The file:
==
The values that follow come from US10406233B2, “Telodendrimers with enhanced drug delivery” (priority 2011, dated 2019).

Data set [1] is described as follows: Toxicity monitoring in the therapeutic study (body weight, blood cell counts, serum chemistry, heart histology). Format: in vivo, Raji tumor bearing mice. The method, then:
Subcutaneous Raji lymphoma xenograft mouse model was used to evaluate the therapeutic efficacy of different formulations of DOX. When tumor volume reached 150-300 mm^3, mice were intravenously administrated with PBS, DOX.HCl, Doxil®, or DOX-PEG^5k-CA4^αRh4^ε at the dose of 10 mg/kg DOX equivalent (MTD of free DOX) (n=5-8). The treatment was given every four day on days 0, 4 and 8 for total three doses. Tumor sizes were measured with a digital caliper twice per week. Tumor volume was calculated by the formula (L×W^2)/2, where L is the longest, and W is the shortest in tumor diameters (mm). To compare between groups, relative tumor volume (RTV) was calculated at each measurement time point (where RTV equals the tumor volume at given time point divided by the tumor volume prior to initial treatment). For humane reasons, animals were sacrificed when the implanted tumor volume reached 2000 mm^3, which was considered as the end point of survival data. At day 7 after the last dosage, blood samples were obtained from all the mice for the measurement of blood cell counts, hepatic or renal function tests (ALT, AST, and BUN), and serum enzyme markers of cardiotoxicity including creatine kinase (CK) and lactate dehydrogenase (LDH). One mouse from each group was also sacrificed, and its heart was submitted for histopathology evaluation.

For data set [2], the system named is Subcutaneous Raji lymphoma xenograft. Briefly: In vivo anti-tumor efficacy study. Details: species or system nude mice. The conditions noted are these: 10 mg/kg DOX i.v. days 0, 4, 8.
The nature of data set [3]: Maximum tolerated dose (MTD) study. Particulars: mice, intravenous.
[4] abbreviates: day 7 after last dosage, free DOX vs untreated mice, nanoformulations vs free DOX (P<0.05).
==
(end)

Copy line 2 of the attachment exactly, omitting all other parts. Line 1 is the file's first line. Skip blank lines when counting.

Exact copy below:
Data set [1] is described as follows: Toxicity monitoring in the therapeutic study (body weight, blood cell counts, serum chemistry, heart histology). Format: in vivo, Raji tumor bearing mice. The method, then: